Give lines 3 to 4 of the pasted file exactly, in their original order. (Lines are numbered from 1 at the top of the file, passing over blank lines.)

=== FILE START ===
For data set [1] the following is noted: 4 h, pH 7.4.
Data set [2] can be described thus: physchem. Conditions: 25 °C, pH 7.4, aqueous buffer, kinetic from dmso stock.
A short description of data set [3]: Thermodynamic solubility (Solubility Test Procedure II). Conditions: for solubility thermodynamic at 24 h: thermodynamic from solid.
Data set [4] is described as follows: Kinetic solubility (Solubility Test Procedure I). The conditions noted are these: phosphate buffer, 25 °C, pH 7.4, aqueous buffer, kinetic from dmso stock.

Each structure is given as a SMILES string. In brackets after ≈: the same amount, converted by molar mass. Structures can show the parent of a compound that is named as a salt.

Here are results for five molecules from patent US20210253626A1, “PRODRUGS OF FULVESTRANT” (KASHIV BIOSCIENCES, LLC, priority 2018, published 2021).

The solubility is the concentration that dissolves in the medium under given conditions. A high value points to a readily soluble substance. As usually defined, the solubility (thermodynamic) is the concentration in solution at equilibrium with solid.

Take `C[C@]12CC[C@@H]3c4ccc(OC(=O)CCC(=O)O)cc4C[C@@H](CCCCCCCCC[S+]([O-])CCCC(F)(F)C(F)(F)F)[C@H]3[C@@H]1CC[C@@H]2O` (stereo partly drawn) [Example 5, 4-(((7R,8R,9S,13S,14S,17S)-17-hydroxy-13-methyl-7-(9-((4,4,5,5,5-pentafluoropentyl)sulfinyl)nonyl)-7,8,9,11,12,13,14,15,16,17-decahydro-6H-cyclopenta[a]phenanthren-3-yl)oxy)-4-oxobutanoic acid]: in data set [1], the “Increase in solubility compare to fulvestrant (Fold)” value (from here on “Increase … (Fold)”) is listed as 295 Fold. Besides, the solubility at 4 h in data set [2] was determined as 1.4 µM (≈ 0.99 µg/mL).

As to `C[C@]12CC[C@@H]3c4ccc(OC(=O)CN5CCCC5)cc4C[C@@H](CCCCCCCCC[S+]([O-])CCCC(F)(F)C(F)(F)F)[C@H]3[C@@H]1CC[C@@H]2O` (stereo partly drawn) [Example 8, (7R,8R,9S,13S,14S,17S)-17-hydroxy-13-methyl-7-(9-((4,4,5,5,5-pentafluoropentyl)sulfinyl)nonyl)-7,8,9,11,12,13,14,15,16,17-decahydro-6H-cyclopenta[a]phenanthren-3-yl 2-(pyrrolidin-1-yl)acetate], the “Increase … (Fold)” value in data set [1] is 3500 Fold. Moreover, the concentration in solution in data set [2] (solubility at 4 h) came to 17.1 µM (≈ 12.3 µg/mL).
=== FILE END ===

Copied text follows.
A short description of data set [3]: Thermodynamic solubility (Solubility Test Procedure II). Conditions: for solubility thermodynamic at 24 h: thermodynamic from solid.
Data set [4] is described as follows: Kinetic solubility (Solubility Test Procedure I). The conditions noted are these: phosphate buffer, 25 °C, pH 7.4, aqueous buffer, kinetic from dmso stock.